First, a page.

the Nikkor as the one that both covers 180 degrees and the full frame.
It can be useful to use an 8mm, though, since it can cover 180 degrees
in much of the frame when the edges are not involved. Of course, the
image can be cropped to make the image area cover the new frame,
180 degrees corner to corner....
-- 
David Ruether
d_ruether@hotmail.com
http://www.David-Ruether-Photography.com


~~~~~~~~~~~~~~~~~~~~~~~~~~~~~~~~~~~~~~~~~~~~~~~

<jef_boy@hotmail.com> wrote in message 
news:1184129807.863648.152590@w3g2000hsg.googlegroups.com...
> On Jul 10, 10:11 pm, "nappy" <s...@spam.com> wrote:
>> "GeekBoy" <g...@com.com> wrote in message
>> news:4693e36b$0$30662$4c368faf@roadrunner.com...
>> > <jef_...@hotmail.com> wrote in message
>> >news:1184095935.528331.158260@r34g2000hsd.googlegroups.com...

>> >> which is better for a documentarian shooting nature and buildings, a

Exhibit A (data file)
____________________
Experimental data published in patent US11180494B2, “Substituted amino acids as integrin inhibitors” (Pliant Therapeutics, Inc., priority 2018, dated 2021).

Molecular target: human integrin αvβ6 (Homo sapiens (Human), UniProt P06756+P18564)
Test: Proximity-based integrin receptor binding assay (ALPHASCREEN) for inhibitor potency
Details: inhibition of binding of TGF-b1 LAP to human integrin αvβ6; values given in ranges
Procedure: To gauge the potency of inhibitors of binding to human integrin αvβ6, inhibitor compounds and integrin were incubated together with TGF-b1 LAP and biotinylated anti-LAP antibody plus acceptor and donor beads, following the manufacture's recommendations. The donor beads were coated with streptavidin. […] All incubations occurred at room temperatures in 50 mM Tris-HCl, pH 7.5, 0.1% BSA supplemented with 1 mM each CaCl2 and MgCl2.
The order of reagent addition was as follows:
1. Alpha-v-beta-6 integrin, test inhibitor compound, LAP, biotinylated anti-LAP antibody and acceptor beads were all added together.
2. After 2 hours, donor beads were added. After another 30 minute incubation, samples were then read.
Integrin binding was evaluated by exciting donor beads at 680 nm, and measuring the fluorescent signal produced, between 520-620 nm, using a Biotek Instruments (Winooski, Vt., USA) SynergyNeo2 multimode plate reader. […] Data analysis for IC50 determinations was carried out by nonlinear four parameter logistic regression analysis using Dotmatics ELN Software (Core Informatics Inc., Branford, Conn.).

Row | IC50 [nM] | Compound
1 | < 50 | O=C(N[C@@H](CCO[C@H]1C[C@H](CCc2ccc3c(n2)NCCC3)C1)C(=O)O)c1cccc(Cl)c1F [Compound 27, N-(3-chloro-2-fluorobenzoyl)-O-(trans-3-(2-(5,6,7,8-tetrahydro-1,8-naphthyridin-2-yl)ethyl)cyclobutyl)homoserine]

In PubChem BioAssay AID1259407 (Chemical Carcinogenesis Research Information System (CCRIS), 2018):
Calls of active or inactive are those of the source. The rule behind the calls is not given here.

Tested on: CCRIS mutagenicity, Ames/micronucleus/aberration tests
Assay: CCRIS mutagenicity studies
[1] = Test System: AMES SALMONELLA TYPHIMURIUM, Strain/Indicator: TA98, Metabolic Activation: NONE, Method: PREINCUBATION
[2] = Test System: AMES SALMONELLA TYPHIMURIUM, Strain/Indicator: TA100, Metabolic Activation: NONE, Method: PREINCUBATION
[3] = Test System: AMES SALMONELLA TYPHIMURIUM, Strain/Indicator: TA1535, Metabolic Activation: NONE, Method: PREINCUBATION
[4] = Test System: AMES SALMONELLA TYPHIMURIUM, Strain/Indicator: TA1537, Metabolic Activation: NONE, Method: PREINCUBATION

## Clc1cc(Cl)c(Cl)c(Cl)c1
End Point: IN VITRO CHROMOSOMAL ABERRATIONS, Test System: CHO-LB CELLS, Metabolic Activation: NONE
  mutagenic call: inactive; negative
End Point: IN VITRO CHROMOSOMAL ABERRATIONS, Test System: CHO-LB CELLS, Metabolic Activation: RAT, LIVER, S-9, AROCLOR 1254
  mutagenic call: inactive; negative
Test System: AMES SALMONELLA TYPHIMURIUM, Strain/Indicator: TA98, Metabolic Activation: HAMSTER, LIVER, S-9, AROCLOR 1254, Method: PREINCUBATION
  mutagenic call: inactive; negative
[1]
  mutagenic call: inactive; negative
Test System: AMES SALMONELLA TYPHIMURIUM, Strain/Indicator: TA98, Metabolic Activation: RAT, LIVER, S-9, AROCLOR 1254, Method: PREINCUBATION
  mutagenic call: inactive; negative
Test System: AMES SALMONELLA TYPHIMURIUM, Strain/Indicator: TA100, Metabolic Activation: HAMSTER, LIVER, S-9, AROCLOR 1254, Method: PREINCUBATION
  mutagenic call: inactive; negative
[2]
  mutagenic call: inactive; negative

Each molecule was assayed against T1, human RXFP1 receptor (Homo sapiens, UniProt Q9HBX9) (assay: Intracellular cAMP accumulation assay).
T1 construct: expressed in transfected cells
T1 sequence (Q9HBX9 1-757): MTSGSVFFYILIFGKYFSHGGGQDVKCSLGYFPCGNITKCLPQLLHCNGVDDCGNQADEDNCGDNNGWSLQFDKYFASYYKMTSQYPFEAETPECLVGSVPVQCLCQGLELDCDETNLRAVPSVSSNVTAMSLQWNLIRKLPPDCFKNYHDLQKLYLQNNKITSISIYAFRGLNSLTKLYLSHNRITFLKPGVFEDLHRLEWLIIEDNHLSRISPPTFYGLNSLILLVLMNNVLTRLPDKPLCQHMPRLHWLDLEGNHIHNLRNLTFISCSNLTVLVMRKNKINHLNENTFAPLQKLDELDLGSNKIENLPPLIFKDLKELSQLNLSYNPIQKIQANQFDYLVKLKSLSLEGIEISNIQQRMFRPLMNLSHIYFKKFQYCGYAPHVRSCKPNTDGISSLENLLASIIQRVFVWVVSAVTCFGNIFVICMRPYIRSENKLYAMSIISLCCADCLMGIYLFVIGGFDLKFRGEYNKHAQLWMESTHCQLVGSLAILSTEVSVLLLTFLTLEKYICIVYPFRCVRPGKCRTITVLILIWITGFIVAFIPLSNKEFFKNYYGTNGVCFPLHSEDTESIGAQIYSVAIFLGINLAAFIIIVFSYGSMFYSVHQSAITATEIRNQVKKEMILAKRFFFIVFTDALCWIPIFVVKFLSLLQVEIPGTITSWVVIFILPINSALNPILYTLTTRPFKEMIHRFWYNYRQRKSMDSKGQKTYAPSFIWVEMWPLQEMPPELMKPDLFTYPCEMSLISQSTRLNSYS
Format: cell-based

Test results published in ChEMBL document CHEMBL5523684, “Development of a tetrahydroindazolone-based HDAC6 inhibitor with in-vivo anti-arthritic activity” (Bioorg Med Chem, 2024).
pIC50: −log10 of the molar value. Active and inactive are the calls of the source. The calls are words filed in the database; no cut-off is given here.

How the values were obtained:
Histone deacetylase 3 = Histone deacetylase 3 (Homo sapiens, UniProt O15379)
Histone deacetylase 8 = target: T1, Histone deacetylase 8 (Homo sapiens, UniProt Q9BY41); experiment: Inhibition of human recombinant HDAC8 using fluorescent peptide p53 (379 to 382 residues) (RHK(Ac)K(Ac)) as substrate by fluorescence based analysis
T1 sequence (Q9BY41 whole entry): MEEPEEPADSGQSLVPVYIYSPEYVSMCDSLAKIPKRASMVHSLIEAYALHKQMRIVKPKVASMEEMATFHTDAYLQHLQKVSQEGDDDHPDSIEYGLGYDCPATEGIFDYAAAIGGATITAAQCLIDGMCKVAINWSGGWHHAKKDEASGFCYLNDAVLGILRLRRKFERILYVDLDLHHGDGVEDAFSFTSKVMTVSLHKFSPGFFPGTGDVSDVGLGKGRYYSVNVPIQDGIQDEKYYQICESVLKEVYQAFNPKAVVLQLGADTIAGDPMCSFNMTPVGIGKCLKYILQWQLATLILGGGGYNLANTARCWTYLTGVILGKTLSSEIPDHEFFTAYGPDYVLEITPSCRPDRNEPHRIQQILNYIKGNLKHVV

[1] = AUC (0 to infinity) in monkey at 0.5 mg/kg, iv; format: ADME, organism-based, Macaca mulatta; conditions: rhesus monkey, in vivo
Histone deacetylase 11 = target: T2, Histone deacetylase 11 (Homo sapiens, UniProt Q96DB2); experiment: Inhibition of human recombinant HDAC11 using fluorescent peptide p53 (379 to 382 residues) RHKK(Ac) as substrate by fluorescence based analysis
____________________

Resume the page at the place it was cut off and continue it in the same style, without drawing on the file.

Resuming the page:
>> >> canon gl2 3ccd, or the newer panasonic HDC-SD1 3ccd 1080i HDD which 
is
>> >> tiny.

>> > I would say the larger of the two.
>> > Just try walking around while shooting scenes with a tiny camera...it
>> > ain't pretty.

But it can be done, with some added grips and braces - or a tripod...

>> On the other hand the smaller the camera the less conspicuous you become
>> while 'documenting'

True.

> the canon xl1 and gl2 and vx2100 interest me but i can get a JVC with
> 3ccd hdd with hi def for cheaper and its a hard choice, because i know
> these consumer cams like the jvc will drop in value fast because its
> just all in the chip.
I was not fond of the picture quality of the XL-1. The GL-2 is noticeably
better than the GL1, and a bit better than the XL-1, but its picture is
inferior to that of the VX2000/2100 and its low-light range is not as 
great (for more, see various review and comparison articles with frame 
grabs on my web site, at www.David-Ruether-Photography.com/articles.html#video).